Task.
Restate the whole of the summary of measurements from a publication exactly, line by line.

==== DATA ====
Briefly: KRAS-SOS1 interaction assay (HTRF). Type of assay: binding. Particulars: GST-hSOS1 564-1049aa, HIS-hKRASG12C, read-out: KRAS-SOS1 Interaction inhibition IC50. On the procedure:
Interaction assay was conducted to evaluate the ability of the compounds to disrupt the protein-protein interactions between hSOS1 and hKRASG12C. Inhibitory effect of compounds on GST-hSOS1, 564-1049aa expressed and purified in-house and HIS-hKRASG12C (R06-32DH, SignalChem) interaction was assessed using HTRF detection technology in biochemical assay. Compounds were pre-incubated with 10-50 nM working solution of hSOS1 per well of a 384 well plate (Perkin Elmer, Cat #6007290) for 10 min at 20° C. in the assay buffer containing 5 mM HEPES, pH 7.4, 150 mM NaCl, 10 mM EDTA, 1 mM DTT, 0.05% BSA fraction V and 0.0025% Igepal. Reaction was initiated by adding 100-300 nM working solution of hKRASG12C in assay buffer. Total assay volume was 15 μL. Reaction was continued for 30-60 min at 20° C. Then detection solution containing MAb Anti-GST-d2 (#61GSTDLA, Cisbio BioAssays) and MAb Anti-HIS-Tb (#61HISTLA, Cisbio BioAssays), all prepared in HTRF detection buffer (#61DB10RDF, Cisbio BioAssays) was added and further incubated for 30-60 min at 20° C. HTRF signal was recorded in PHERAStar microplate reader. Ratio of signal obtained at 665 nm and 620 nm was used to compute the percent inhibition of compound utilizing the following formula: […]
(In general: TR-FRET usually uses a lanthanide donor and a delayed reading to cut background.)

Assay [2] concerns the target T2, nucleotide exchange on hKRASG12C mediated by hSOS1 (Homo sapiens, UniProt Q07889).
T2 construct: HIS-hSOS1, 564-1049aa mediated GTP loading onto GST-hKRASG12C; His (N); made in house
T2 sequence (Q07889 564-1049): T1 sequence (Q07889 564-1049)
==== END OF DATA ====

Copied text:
Briefly: KRAS-SOS1 interaction assay (HTRF). Type of assay: binding. Particulars: GST-hSOS1 564-1049aa, HIS-hKRASG12C, read-out: KRAS-SOS1 Interaction inhibition IC50. On the procedure:
Interaction assay was conducted to evaluate the ability of the compounds to disrupt the protein-protein interactions between hSOS1 and hKRASG12C. Inhibitory effect of compounds on GST-hSOS1, 564-1049aa expressed and purified in-house and HIS-hKRASG12C (R06-32DH, SignalChem) interaction was assessed using HTRF detection technology in biochemical assay. Compounds were pre-incubated with 10-50 nM working solution of hSOS1 per well of a 384 well plate (Perkin Elmer, Cat #6007290) for 10 min at 20° C. in the assay buffer containing 5 mM HEPES, pH 7.4, 150 mM NaCl, 10 mM EDTA, 1 mM DTT, 0.05% BSA fraction V and 0.0025% Igepal. Reaction was initiated by adding 100-300 nM working solution of hKRASG12C in assay buffer. Total assay volume was 15 μL. Reaction was continued for 30-60 min at 20° C. Then detection solution containing MAb Anti-GST-d2 (#61GSTDLA, Cisbio BioAssays) and MAb Anti-HIS-Tb (#61HISTLA, Cisbio BioAssays), all prepared in HTRF detection buffer (#61DB10RDF, Cisbio BioAssays) was added and further incubated for 30-60 min at 20° C. HTRF signal was recorded in PHERAStar microplate reader. Ratio of signal obtained at 665 nm and 620 nm was used to compute the percent inhibition of compound utilizing the following formula: […]
(In general: TR-FRET usually uses a lanthanide donor and a delayed reading to cut background.)

Assay [2] concerns the target T2, nucleotide exchange on hKRASG12C mediated by hSOS1 (Homo sapiens, UniProt Q07889).
T2 construct: HIS-hSOS1, 564-1049aa mediated GTP loading onto GST-hKRASG12C; His (N); made in house
T2 sequence (Q07889 564-1049): T1 sequence (Q07889 564-1049)